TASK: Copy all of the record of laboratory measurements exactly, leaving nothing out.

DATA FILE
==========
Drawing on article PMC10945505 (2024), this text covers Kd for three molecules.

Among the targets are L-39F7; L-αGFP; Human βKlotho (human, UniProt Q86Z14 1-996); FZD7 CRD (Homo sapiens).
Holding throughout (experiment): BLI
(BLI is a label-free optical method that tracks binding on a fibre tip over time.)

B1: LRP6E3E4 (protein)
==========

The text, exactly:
Drawing on article PMC10945505 (2024), this text covers Kd for three molecules.

Among the targets are L-39F7; L-αGFP; Human βKlotho (human, UniProt Q86Z14 1-996); FZD7 CRD (Homo sapiens).
Holding throughout (experiment): BLI
(BLI is a label-free optical method that tracks binding on a fibre tip over time.)

B1: LRP6E3E4 (protein)